College mathematics textbooks were given away as prizes to the top students at the conclusion of Ted Corley's second-semester math class. The students relished them.
It is a situation that is probably too good to be true for most teachers. Then again, Corley isn't a normal math teacher. Nor were his students normal math students.
Corley spent the spring semester of 2007 teaching calculus at the University of Malawi in the small sub-Saharan African country west of Tanzania and Mozambique.
He went in connection with the International Foundation for Education and Self-Help, a Scottsdale-based foundation that sends American teachers to promote education in some of the world's poorest countries.
Corley, who moved to Payson three years ago after teaching math at the high school, junior college and university levels for 35 years in the Valley, said he received an e-mail from IFESH while he was a part-time instructor at Glendale Community College.
"I applied late but they grabbed me up because they needed math teachers," he said.
The 2,000-student university was similar in many ways to American colleges, albeit a bit less technologically advanced, Corley said.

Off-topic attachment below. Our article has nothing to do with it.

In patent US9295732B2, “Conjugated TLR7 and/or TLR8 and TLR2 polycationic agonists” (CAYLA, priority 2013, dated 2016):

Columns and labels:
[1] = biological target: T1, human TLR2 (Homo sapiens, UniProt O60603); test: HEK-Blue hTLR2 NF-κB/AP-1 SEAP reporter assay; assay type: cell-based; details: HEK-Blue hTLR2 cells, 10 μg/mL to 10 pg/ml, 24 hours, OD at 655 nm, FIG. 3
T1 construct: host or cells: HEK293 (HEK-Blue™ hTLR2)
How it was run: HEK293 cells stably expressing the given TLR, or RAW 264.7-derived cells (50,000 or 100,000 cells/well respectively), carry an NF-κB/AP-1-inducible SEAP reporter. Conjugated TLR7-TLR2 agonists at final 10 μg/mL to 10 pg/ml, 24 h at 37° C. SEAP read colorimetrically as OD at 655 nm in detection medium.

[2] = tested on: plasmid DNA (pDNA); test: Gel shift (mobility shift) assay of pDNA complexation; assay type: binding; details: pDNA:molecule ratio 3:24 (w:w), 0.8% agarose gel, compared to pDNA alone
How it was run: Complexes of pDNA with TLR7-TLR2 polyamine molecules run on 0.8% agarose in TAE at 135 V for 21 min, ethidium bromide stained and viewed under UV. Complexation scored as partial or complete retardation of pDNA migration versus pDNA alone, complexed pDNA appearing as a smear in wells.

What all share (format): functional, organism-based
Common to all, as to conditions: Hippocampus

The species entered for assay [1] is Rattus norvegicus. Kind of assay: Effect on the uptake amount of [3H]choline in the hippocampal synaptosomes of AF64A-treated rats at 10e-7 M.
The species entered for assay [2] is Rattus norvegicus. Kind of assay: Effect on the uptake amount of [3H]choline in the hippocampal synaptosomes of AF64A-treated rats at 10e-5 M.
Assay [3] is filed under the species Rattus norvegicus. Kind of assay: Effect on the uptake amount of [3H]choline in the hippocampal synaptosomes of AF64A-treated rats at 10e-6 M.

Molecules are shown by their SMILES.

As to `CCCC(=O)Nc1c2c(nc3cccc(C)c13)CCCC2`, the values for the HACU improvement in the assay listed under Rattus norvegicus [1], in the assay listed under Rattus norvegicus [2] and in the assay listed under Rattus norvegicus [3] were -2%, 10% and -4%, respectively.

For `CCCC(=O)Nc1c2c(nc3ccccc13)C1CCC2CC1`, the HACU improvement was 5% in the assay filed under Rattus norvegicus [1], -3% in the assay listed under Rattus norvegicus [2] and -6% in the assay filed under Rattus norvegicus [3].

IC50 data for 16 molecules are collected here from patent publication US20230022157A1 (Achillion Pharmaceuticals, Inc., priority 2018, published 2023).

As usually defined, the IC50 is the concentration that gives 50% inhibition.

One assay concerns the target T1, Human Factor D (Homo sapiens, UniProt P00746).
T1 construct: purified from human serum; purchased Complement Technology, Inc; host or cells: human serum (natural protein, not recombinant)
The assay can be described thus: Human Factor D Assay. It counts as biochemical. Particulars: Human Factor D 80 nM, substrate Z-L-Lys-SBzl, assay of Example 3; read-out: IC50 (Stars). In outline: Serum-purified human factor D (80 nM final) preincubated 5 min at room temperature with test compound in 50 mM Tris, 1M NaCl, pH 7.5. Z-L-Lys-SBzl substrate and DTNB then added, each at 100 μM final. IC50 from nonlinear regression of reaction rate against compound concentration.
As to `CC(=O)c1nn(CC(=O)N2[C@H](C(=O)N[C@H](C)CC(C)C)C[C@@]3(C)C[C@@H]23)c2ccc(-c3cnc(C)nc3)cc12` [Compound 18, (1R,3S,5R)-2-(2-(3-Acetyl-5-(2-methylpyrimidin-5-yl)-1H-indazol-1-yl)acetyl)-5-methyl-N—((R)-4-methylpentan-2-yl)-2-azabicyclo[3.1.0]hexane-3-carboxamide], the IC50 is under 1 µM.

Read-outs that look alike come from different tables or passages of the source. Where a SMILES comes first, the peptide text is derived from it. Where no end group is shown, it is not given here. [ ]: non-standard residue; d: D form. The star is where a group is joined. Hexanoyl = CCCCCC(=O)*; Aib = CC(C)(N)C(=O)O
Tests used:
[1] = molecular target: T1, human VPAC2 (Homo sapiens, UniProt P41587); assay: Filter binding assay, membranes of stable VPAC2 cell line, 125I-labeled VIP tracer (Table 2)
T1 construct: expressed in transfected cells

"I started teaching more than 30 years ago with chalk and a chalkboard and no calculators and that's what I went back to," he said.
"In many ways the students were just like students in the U.S. They would wait until the day before the test and line up outside of my office."
Corley said the experience taught him that American students often take for granted the freedom they have to receive an education. The class he taught in Africa only had 20 textbooks available for a class of 100 students.
After returning home in June, Corley decided to seek out a way to even out the student-to-textbook disparity.
A textbook company that was going to dispose of out-of-date calculus texts has agreed to give them to Corley.
He said he is planning a return trip to Malawi within the next couple of months to see to it that the texts are delivered to the university.
"Despite the level of poverty, they love their country," he said. "They welcome you and the help you bring."
Name: Ted Corley
Hometown: Beaver, Okla.
Occupation: Retired math teacher
When did you move to Payson and what brought you here? I moved here about three years ago for family and the climate.
What's the biggest risk you've taken recently? Living in Africa--if you're going to learn a place, you have to live there.
What's the best piece of advice you've ever been given? My dad told me, "Once you start something you don't quit, you finish."
What are three things you want people to know about you? That I think teaching is fun, friends and family are most important to me and that it was a real learning experience looking back at America.
When you were a child what did you want to be when you grew up? From the time I was an eighth-grader, I knew I wanted to be a math teacher.
Book: "Lord of the Rings"
Song: "Shower the People" by James Taylor
Movie: "Paint Your Wagon" with Clint Eastwood
Food: I like it all.
Sport to watch: College basketball
Vacation spot: Payson
Recreational activity: Hiking, quail hunting or fishing.